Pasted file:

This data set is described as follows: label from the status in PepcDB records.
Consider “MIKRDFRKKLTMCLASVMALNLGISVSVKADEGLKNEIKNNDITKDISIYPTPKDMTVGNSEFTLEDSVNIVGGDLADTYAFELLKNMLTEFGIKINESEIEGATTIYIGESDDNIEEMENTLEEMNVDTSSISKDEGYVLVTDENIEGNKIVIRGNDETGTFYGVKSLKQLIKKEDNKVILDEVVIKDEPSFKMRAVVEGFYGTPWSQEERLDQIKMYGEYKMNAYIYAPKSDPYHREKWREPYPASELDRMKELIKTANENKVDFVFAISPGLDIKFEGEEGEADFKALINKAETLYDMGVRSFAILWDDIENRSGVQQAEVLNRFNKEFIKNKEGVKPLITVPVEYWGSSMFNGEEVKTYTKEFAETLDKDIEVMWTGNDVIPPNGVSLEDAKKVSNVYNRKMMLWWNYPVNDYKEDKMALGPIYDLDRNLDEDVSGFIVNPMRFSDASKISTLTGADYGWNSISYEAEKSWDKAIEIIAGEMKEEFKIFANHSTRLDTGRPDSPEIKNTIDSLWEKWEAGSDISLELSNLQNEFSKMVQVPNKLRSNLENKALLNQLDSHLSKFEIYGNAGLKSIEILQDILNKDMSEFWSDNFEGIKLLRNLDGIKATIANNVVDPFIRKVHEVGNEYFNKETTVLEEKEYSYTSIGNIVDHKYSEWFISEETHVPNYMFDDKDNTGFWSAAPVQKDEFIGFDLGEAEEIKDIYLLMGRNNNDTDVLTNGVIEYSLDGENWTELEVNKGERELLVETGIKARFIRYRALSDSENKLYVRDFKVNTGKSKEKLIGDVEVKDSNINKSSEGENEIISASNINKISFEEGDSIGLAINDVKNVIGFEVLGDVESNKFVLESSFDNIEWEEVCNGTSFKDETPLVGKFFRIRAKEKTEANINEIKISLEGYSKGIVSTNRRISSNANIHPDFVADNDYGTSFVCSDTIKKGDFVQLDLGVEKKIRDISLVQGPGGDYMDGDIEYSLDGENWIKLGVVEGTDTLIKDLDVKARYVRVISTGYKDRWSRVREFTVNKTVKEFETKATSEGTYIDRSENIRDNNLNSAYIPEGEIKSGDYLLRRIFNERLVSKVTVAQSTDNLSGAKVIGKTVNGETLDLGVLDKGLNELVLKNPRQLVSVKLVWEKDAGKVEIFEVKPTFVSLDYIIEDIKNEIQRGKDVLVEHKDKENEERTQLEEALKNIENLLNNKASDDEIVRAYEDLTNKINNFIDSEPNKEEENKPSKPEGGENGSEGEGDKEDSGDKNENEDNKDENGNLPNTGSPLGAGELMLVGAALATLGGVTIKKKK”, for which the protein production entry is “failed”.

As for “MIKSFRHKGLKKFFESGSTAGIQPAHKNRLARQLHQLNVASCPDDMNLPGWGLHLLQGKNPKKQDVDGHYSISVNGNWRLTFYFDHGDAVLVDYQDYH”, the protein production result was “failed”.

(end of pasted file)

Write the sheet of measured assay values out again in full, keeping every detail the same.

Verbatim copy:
This data set is described as follows: label from the status in PepcDB records.
Consider “MIKRDFRKKLTMCLASVMALNLGISVSVKADEGLKNEIKNNDITKDISIYPTPKDMTVGNSEFTLEDSVNIVGGDLADTYAFELLKNMLTEFGIKINESEIEGATTIYIGESDDNIEEMENTLEEMNVDTSSISKDEGYVLVTDENIEGNKIVIRGNDETGTFYGVKSLKQLIKKEDNKVILDEVVIKDEPSFKMRAVVEGFYGTPWSQEERLDQIKMYGEYKMNAYIYAPKSDPYHREKWREPYPASELDRMKELIKTANENKVDFVFAISPGLDIKFEGEEGEADFKALINKAETLYDMGVRSFAILWDDIENRSGVQQAEVLNRFNKEFIKNKEGVKPLITVPVEYWGSSMFNGEEVKTYTKEFAETLDKDIEVMWTGNDVIPPNGVSLEDAKKVSNVYNRKMMLWWNYPVNDYKEDKMALGPIYDLDRNLDEDVSGFIVNPMRFSDASKISTLTGADYGWNSISYEAEKSWDKAIEIIAGEMKEEFKIFANHSTRLDTGRPDSPEIKNTIDSLWEKWEAGSDISLELSNLQNEFSKMVQVPNKLRSNLENKALLNQLDSHLSKFEIYGNAGLKSIEILQDILNKDMSEFWSDNFEGIKLLRNLDGIKATIANNVVDPFIRKVHEVGNEYFNKETTVLEEKEYSYTSIGNIVDHKYSEWFISEETHVPNYMFDDKDNTGFWSAAPVQKDEFIGFDLGEAEEIKDIYLLMGRNNNDTDVLTNGVIEYSLDGENWTELEVNKGERELLVETGIKARFIRYRALSDSENKLYVRDFKVNTGKSKEKLIGDVEVKDSNINKSSEGENEIISASNINKISFEEGDSIGLAINDVKNVIGFEVLGDVESNKFVLESSFDNIEWEEVCNGTSFKDETPLVGKFFRIRAKEKTEANINEIKISLEGYSKGIVSTNRRISSNANIHPDFVADNDYGTSFVCSDTIKKGDFVQLDLGVEKKIRDISLVQGPGGDYMDGDIEYSLDGENWIKLGVVEGTDTLIKDLDVKARYVRVISTGYKDRWSRVREFTVNKTVKEFETKATSEGTYIDRSENIRDNNLNSAYIPEGEIKSGDYLLRRIFNERLVSKVTVAQSTDNLSGAKVIGKTVNGETLDLGVLDKGLNELVLKNPRQLVSVKLVWEKDAGKVEIFEVKPTFVSLDYIIEDIKNEIQRGKDVLVEHKDKENEERTQLEEALKNIENLLNNKASDDEIVRAYEDLTNKINNFIDSEPNKEEENKPSKPEGGENGSEGEGDKEDSGDKNENEDNKDENGNLPNTGSPLGAGELMLVGAALATLGGVTIKKKK”, for which the protein production entry is “failed”.

As for “MIKSFRHKGLKKFFESGSTAGIQPAHKNRLARQLHQLNVASCPDDMNLPGWGLHLLQGKNPKKQDVDGHYSISVNGNWRLTFYFDHGDAVLVDYQDYH”, the protein production result was “failed”.